Copyright © 2011 Anne Bishop. Used with permission.
(Suggested reading age: 15 years and older.)
Belladonna stripped away our human masks, revealing the Dark Guides for what we are—the whispering voices that encourage hearts to turn away from the Light and feed the Dark currents of the world with selfishness and greed and, best of all, violence.
While I wore that mask, I walked among the people of Ephemera as a wizard, as one who was feared and revered because I was a Justice Maker for the most prominent citizens in my assigned landscapes—the kind of citizens who, with whispered persuasion, could do the most harm, snuff out the most Light in other hearts.
But Wizard City, the Dark Guides’ stronghold, is gone, taken out of the world and locked away with the landscapes that belong to the Eater of the World. Because the city is no longer within reach, the pureblood females we kept as breeders are also gone. Only a few of us were in other landscapes when Belladonna did that reshaping of the world. Only a few of us escaped that cage. So few of us, hiding now in the pieces of the world.
Of course, we still have some wizards—those descendents of Dark Guides who polluted the bloodlines by mating with humans. Despite that pollution, wizards have the powers that were the gifts from the Dark aspects of the world and, more important for my purpose now, they still look human.
When my true face was revealed, it was the wizards, eager to prove their loyalty to me, who found and booked passage on the various ships that eventually brought us to this city. It was the wizards who found us lodgings that allowed me to study the particular nature of this city and understand how to use it to our advantage.
I can create another stronghold here, another place like Wizard City. Quietly, carefully, I can take part of this city away from its present guardians and turn that piece into a dark landscape where we can rule again.
In the pieces of world we knew, Landscapers were Ephemera’s bedrock—the hearts through which the currents of Dark and Light flow, the sieves that keep Ephemera from manifesting the turmoil in all the other hearts. Here the Landscapers are called Shamans. They guard and guide all they can see with the complacency of those who believe they have no rivals.
They don’t know about Dark Guides or wizards. They don’t know what to look for. Blinded by that ignorance, the Shamans will be able to do nothing but wonder why pieces of their city are slipping beyond their sight and control.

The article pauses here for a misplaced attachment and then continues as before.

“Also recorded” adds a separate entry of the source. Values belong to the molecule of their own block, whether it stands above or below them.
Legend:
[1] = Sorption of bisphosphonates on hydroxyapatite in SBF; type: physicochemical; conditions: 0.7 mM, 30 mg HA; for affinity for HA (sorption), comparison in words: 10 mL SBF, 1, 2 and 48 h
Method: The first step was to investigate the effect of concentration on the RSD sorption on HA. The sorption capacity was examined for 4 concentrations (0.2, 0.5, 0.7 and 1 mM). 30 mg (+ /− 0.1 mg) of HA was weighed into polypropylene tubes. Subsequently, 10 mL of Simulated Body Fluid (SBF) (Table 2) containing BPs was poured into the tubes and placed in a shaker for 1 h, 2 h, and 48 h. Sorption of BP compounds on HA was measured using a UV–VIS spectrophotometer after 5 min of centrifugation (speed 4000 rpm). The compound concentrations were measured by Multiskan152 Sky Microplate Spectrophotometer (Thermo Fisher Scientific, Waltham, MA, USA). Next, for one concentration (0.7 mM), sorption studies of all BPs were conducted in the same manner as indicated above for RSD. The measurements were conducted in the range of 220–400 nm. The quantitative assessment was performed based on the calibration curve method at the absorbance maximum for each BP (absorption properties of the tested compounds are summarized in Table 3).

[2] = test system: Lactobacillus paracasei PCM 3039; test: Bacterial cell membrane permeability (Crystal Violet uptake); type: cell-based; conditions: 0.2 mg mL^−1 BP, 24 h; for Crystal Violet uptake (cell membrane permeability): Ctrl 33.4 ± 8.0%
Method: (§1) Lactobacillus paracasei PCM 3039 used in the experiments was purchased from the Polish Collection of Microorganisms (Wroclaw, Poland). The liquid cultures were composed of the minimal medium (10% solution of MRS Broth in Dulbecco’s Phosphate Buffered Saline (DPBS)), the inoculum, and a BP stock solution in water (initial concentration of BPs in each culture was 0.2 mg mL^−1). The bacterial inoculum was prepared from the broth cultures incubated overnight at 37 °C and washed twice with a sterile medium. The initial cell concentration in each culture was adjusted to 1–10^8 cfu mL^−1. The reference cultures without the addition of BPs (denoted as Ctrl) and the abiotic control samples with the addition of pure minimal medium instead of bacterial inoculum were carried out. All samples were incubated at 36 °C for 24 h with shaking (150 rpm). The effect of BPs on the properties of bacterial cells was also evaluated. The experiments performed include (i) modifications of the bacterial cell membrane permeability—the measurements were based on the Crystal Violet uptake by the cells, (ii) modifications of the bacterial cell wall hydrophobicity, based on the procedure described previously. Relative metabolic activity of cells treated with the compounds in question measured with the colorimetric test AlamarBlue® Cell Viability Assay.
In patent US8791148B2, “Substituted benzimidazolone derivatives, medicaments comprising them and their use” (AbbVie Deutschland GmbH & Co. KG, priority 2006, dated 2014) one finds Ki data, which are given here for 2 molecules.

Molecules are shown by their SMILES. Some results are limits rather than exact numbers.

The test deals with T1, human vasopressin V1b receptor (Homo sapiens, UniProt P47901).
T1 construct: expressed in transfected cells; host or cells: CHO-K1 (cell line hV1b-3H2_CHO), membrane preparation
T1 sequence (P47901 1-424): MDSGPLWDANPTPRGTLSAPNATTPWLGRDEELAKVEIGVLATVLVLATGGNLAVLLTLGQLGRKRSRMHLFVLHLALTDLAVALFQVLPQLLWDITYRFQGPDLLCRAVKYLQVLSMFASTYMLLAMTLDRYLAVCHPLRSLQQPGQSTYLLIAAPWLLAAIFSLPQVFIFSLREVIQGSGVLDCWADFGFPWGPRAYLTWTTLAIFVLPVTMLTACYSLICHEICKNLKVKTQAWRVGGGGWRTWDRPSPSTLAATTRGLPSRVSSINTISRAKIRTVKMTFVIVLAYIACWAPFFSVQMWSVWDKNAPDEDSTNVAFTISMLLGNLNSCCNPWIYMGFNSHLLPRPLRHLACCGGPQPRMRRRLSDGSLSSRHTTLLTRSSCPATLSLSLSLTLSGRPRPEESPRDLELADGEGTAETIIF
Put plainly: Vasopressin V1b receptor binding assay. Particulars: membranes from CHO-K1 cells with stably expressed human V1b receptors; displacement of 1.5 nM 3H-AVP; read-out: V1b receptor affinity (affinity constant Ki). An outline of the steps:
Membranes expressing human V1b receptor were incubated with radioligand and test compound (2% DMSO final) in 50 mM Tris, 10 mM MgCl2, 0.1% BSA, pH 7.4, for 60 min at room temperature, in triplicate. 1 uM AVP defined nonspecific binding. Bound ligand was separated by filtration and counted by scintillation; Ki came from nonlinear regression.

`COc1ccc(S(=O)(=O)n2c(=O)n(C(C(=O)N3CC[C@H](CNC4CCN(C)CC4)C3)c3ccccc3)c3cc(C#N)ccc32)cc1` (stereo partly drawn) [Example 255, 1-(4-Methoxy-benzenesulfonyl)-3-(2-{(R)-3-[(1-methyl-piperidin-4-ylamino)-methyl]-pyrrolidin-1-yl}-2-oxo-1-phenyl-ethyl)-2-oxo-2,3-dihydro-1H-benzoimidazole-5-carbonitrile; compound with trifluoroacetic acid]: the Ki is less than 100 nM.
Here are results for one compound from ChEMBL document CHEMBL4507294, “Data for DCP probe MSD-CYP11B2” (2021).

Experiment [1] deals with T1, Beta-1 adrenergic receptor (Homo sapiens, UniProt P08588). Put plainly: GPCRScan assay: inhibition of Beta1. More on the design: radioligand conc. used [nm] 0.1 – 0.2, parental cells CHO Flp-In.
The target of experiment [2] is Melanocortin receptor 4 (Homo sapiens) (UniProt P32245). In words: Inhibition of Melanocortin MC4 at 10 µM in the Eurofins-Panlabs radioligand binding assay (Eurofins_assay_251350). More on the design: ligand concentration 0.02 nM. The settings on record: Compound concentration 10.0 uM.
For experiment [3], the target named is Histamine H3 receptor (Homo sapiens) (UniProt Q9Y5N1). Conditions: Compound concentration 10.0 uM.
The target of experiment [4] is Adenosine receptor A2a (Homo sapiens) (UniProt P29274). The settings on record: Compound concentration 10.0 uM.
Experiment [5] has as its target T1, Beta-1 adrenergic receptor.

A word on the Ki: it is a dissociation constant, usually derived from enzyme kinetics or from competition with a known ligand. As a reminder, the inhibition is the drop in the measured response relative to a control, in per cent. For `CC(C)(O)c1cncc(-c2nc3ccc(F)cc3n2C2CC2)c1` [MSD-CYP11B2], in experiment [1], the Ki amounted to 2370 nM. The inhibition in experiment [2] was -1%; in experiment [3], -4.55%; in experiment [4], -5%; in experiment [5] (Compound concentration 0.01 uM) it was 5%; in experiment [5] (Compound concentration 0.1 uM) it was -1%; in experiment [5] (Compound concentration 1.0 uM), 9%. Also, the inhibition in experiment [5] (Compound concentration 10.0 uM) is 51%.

We have a foothold in two sections of this city. Soon, entire streets will be under the control of my wizards. The Shamans will not find us.
And neither will Belladonna.
—an entry in the Book of Dark Secrets
A darkness has come to the city of Vision. We do not know its name or its nature, but now we are certain it is there. Shamans who tend pieces of the northwest and southern parts of the city are reporting that they can no longer see some streets they had walked last season, can no longer sense what is taking place in the hearts of the people who live there—can no longer be a voice for the world because something is making us blind and mute.
We promised you a year to rest from your duties and search for what your own heart seeks. We are breaking that promise, and it grieves me that you will have to end your visit with your nephew and return immediately to take up your new duties as the Keeper of the southern Asylum.
We know you are tired, and we know this is a difficult task—and I alone understand the cruelty of asking this of you when you are concerned about your own sanity. Shamans are not usually Asylum Keepers. We are too attuned to the inner landscapes of the people around us, and being around the broken day after day eventually breaks us too. But the bone readers and fortune tellers are all sending us the same message: there will be a convergence of allies and enemies in a place of shadows—a madman and a teacher, a guide and a monster. The madman is the reason we want one of our own as Asylum Keeper.